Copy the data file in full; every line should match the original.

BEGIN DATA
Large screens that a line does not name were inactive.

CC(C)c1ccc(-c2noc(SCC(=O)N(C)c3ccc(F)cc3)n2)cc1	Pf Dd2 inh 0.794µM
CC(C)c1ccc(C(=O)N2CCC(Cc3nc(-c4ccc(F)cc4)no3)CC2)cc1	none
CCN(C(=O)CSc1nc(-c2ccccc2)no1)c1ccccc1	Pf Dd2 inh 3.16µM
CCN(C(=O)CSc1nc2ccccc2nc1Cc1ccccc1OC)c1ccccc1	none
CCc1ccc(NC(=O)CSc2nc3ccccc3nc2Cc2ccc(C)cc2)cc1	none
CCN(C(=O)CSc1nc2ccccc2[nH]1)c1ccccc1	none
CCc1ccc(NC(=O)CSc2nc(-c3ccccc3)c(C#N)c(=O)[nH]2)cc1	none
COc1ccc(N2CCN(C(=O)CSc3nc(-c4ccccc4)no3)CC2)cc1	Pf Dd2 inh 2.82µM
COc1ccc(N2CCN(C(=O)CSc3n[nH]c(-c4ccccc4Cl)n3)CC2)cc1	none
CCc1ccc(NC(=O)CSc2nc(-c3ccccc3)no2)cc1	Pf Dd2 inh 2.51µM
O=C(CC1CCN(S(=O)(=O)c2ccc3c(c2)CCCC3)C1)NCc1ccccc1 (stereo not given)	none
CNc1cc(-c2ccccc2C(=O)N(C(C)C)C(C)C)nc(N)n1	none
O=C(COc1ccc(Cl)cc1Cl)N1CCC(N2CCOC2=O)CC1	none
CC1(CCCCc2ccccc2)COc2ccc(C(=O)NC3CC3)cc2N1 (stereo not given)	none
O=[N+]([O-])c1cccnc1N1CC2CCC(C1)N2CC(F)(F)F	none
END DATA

Large screens that a line does not name were inactive.

CC(C)c1ccc(-c2noc(SCC(=O)N(C)c3ccc(F)cc3)n2)cc1	Pf Dd2 inh 0.794µM
CC(C)c1ccc(C(=O)N2CCC(Cc3nc(-c4ccc(F)cc4)no3)CC2)cc1	none
CCN(C(=O)CSc1nc(-c2ccccc2)no1)c1ccccc1	Pf Dd2 inh 3.16µM
CCN(C(=O)CSc1nc2ccccc2nc1Cc1ccccc1OC)c1ccccc1	none
CCc1ccc(NC(=O)CSc2nc3ccccc3nc2Cc2ccc(C)cc2)cc1	none
CCN(C(=O)CSc1nc2ccccc2[nH]1)c1ccccc1	none
CCc1ccc(NC(=O)CSc2nc(-c3ccccc3)c(C#N)c(=O)[nH]2)cc1	none
COc1ccc(N2CCN(C(=O)CSc3nc(-c4ccccc4)no3)CC2)cc1	Pf Dd2 inh 2.82µM
COc1ccc(N2CCN(C(=O)CSc3n[nH]c(-c4ccccc4Cl)n3)CC2)cc1	none
CCc1ccc(NC(=O)CSc2nc(-c3ccccc3)no2)cc1	Pf Dd2 inh 2.51µM
O=C(CC1CCN(S(=O)(=O)c2ccc3c(c2)CCCC3)C1)NCc1ccccc1 (stereo not given)	none
CNc1cc(-c2ccccc2C(=O)N(C(C)C)C(C)C)nc(N)n1	none
O=C(COc1ccc(Cl)cc1Cl)N1CCC(N2CCOC2=O)CC1	none
CC1(CCCCc2ccccc2)COc2ccc(C(=O)NC3CC3)cc2N1 (stereo not given)	none
O=[N+]([O-])c1cccnc1N1CC2CCC(C1)N2CC(F)(F)F	none